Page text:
One of the more encouraging findings in the Altimeter Group’s recently released report, The State of Social Business 2013: The Maturing of Social Media into Social Business, is companies’ apparently new-found focus on development of influencer/ambassador relations programs (slide #8). Per their survey, such programs didn’t even exist in 2010 (not sure I entirely agree with that finding, but that’s not the point) – at least, not at the companies surveyed this time around. Oddly, emphasis on developing an advocacy program has diminished in the same time period; this seems incongruent with the foregoing findings, as the two are essentially the same thing. Perhaps there’s a semantic difference held by those participating in the survey?
No matter – I digress. The additional finding I want to discuss is the prominence of content marketing, which also didn’t register in the 2010 survey findings. The shift away from more “active” social programs – social commerce, mobile marketing and the like – and toward what I’d term a more “passive” approach (listening, developing dialogue and providing customer support via social channels) is, on the whole, a welcome one. It other words, it looks to me that companies are trading out one type of activity for another (i.e., trading out web/mobile for content marketing). This squares with findings from an earlier slide (#5), where semi-decentralized organizational structures (hub-and-spoke and “dandelion” org models) are being employed to manage social marketing efforts.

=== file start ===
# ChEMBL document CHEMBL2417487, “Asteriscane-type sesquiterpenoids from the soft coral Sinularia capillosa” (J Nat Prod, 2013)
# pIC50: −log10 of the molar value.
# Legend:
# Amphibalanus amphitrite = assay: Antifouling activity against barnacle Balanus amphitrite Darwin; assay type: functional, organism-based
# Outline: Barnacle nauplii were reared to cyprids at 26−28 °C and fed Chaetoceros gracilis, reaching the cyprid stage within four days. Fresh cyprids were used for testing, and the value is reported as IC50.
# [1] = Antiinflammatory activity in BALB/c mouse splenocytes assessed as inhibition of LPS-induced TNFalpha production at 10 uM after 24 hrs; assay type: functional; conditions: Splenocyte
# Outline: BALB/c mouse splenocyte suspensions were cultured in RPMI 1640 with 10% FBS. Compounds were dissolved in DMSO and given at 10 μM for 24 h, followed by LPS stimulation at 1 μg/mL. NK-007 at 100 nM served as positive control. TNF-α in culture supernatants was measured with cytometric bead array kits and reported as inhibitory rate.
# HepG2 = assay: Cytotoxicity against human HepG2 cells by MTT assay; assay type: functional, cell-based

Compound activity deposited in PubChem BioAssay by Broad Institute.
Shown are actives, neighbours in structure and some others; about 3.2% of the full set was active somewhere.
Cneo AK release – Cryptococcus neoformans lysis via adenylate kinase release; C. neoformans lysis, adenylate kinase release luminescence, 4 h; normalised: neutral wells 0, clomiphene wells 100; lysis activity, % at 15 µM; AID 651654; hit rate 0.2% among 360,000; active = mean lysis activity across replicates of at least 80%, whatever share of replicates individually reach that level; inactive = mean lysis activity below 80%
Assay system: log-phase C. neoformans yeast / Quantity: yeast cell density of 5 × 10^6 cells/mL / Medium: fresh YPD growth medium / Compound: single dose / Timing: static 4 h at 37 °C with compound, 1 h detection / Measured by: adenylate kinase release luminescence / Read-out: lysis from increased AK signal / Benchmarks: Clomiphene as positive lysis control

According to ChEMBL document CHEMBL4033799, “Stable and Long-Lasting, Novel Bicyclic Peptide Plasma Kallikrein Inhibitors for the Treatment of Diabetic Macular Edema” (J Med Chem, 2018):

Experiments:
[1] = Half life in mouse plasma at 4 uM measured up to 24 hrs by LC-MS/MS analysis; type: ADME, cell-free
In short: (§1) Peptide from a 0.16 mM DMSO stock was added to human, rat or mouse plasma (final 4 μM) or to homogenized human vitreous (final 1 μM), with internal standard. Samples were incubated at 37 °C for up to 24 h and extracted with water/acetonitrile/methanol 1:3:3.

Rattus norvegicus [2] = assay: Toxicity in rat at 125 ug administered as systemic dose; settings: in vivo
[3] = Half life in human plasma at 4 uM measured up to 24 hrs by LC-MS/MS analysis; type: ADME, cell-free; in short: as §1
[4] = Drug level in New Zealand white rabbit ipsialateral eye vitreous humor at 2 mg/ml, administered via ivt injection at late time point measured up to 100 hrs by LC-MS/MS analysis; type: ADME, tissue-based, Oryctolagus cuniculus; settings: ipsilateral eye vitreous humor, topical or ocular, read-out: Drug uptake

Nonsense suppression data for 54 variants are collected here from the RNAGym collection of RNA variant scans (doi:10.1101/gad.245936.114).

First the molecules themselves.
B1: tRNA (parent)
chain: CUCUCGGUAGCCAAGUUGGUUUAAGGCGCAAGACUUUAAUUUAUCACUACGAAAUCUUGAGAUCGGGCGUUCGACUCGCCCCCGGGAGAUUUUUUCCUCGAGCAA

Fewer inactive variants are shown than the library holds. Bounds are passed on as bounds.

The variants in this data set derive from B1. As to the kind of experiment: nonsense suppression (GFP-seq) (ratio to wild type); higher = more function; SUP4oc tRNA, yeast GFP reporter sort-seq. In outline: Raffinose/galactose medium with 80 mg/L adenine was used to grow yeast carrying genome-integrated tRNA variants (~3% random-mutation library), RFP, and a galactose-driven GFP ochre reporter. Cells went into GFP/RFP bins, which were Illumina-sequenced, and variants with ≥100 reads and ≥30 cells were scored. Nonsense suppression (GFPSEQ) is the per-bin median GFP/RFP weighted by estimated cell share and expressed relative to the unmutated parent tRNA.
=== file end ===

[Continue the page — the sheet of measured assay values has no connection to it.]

However, while this seems to be viewed as mini-social orgs scattered throughout the company, each advising its business or functional unit on social best practices, I’ll go one better and suggest that this isn’t the ideal, nor where things will ultimately end up. In today’s truly global, diversified and decentralized organizations, business-unit autonomy is critical to long-term success. We all know that it’s easiest to start with a working model based on a single geo/product/functional expertise and try to adapt it to others; the issue is, this oftentimes doesn’t work in practice – and no more so than in the social arena. Cultures are different, so attempting to translate social practices from one arena to another – esp. across different geographies, but also in other arenas – is a recipe for disaster. Ultimately, each sub-group must understand and respect the norms of it local market; taken to its logical extreme, where the individual is smallest possible the sub-group, we have the “holistic” model outlined in the survey (but very seldom employed).
In other words, if one adheres to the premise that social is fundamentally transforming marketing, and that as a consequence, marketing as a discipline will look radically different in 20 years’ time than it does today, then it’s only natural to conclude that eventually, social will be everyone’s job in that model. We’re a long way off from that eventuality. Yet on the other hand, who’d have thought we’d have come so far, so fast?